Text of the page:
By Ben Simpson


As we journey through the Witness of Mark, we want to encourage you to first begin with the Daily Reading that will take you through the entire book of Mark. Then, read the First 15 Scripture and Reflection to dive a little deeper into verses from the Daily Reading. 

Today's daily reading is:       Mark 16:1-8


Mark 16:6

“Don’t be alarmed,” he said. “You are looking for Jesus the Nazarene, who was crucified. He has risen! He is not here. See the place where they laid him.



If Christ has been raised, then the whole world is different. He has, and it is. 

After Jesus was placed in the tomb three women, Mary Magdalene, Mary the mother of James, and Salome, make their way there before sunrise on Sunday, the first day of the week. They go with burial spices to anoint the body. The worst has happened. Jesus, whom they thought was the Messiah of Israel, is dead. They are certain he is gone. They ask one another, “Who will roll away the stone?”

But when they come upon the tomb they find a surprise. The stone has been rolled away. They go inside, and are surprised to find a young man in a white robe sitting inside the tomb. They are startled. But they are told, “Don’t be alarmed. I know you’re looking for Jesus, from Nazareth, who was crucified. He has risen! He is not here. See! Mary Magdalene and Mary, you were here when Joseph laid him here; he is here no longer.”

The young man gives one more instruction, “But go, tell his disciples and Peter, ‘He is going ahead of you into Galilee. There you will see him, just as he told you.’”

Understandably, the women leave the tomb trembling, bewildered, and afraid. They could not believe what they have seen and heard, for nothing like it has ever happened before, and thus far in history, nothing like it has happened since. That’s a natural response. That’s often how we feel when we believe the worst thing has happened.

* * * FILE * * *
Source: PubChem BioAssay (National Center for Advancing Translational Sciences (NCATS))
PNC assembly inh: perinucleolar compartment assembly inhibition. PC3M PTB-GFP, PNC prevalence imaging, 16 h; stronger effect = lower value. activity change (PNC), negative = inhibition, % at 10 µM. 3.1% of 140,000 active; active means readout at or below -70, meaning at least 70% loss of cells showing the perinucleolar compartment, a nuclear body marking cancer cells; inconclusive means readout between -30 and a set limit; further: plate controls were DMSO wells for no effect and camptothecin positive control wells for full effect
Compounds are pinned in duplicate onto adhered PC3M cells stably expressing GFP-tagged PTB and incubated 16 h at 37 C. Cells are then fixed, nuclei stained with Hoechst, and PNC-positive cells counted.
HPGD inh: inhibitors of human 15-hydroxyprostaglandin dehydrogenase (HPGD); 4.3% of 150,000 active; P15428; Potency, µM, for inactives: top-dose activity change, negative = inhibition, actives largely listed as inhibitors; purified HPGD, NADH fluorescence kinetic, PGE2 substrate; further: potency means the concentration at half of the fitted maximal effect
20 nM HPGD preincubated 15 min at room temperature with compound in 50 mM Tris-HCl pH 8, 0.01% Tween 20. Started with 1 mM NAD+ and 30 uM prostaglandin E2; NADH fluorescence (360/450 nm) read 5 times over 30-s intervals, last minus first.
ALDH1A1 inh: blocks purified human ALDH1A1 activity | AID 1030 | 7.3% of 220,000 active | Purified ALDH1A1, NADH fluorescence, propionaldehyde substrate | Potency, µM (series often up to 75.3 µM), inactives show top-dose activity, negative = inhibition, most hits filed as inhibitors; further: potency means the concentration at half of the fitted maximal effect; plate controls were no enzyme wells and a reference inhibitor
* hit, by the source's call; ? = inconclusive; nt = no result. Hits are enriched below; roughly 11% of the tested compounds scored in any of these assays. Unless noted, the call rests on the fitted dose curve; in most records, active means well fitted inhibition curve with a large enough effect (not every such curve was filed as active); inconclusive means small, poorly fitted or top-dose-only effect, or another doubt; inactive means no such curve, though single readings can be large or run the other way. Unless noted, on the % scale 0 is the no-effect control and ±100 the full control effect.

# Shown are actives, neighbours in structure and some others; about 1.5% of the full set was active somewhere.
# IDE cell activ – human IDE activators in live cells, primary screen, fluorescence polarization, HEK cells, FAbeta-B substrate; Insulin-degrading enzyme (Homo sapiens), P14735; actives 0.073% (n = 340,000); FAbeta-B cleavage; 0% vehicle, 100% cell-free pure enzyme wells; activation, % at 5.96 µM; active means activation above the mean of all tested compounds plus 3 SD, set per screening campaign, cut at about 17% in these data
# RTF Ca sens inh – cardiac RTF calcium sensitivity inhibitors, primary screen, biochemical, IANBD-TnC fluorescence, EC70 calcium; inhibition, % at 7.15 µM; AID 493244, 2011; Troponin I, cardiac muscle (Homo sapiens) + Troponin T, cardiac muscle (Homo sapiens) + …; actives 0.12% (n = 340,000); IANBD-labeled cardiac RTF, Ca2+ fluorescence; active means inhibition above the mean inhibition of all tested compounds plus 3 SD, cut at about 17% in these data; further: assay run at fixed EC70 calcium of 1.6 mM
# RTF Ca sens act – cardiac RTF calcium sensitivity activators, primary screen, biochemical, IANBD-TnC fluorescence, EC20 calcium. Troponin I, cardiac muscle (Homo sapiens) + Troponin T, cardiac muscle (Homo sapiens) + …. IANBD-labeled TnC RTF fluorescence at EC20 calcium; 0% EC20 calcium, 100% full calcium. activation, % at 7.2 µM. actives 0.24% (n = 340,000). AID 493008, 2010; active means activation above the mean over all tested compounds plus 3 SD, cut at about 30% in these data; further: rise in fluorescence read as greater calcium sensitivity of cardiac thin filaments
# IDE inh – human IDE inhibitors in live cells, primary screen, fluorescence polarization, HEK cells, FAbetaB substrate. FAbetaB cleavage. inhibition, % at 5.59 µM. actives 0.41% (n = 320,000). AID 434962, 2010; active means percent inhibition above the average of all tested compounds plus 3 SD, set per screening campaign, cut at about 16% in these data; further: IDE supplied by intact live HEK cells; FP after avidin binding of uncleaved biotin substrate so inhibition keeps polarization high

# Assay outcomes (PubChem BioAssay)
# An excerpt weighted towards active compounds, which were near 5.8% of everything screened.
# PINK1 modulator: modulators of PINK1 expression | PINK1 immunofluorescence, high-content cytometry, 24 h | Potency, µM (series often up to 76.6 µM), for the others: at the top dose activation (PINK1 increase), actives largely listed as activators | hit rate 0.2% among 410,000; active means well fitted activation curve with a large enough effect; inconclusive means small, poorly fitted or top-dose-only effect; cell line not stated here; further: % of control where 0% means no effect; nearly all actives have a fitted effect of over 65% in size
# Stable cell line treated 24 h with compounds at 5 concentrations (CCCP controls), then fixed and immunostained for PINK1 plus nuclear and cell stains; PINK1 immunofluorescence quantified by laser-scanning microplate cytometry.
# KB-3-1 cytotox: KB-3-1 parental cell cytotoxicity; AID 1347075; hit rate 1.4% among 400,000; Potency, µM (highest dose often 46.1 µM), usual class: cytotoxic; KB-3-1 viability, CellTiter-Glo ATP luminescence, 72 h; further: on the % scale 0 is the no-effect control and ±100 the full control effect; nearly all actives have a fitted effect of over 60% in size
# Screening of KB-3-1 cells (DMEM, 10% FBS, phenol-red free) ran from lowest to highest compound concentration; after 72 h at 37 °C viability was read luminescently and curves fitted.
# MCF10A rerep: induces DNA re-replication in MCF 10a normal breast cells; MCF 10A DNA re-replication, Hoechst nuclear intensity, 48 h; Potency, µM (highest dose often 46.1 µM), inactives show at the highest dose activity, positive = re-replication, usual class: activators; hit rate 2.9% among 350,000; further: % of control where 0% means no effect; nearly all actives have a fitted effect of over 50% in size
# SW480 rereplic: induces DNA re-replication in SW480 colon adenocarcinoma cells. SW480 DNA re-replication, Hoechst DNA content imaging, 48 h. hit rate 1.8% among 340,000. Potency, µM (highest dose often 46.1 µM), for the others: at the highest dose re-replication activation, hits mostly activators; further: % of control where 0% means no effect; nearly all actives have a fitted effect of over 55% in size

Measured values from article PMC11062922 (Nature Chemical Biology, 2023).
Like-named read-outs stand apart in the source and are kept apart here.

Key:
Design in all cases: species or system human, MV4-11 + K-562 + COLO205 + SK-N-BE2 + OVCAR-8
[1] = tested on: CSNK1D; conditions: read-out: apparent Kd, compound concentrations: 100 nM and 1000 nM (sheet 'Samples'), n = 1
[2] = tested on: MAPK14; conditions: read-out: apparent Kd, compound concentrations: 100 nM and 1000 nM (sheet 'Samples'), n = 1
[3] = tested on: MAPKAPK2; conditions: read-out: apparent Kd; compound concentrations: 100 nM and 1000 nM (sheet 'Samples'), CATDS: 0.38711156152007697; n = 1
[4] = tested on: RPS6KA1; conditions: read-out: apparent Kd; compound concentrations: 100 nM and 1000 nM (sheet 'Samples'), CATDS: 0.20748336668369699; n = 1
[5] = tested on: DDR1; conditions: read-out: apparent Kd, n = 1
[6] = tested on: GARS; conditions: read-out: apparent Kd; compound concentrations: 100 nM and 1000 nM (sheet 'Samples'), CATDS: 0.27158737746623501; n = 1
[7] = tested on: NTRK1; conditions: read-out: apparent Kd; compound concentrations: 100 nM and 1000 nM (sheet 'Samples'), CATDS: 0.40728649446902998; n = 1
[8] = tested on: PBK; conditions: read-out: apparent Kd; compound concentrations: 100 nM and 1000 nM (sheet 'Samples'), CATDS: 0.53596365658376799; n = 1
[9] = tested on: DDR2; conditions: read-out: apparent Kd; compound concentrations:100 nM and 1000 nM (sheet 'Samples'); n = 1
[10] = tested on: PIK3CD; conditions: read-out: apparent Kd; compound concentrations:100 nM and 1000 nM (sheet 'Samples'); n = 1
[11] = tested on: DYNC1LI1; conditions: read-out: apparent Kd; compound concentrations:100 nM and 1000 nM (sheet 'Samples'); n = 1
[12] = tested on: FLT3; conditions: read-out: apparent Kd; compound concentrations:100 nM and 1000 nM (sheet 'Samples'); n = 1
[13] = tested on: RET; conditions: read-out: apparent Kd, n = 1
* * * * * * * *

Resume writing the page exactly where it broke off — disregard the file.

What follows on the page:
Yet, let us remember that the death of Jesus is good news for us.


Eugene Peterson writes:

“There is a lot of suffering in the world, a lot of evil. If we are going to have a religion that is worth anything to us, if we are going to believe in a God who makes any difference in our lives, we have to know the very worst that happens. This is the worst. And this worst is not the kind of embarrassed exception to everything else. It is the climax. This is that toward which everything has moved. The cross of Jesus is not an unfortunate episode that we should try to sweep under the rug, the skeleton in the closet of the gospel. This is the place of arrival, the goal. And none of us fails to be moved by it. If Jesus could enter this world and be unflinchingly courageous in this extreme adversity, be such a magnificent ‘failure,’ then I can also live with meaning and love in whatever comes my way” (Eugene Peterson, As Kingfishers Catch Fire, 264).


The earliest ending of Mark’s gospel stops the story here. The tomb is empty. I think there is a good reason for that: the earliest hearers would’ve eagerly asked, “What happens next?” There is more to tell. 

What did happen next?

“[T]his is not the end,” Peterson continues, “There is resurrection. The Jesus who was killed by the people who didn’t want God in their lives is raised by God to be their God, whether they want him or not. Christ is risen” (Peterson, As Kingfishers Catch Fire, 263).

The resurrection is good news, the best news. God has vindicated Jesus, sin and death have been overcome. There is hope for today and for the future. There is grace, forgiveness, and new life with God. Eternal life has been made possible through the death and resurrection of Jesus, a life with God that begins now and extends forever. And there is purpose and meaning, good work to do in Christ’s name as agents and ambassadors of God’s kingdom. Sin and death do not have the final word. Life does. God does.

The young man told Mary Magdalene, Mary the mother of James and Salome, “He has risen! He is not here...just as he told you.” Yes, Christ is risen. The Scriptures have been fulfilled. God’s redemptive work is complete. Don’t be alarmed. Do not be bewildered or afraid. The very worst happened, yet God raised Jesus up. Demonstrate that the world is different, all because of Jesus. Announce the good news. Go!


Holy Spirit, enliven my heart and enable me to rejoice in the reality that Jesus Christ is risen from the dead. Praise be to God! Death does not have the final word--you do. Raise me up with Christ, that I might live fully in him. Amen.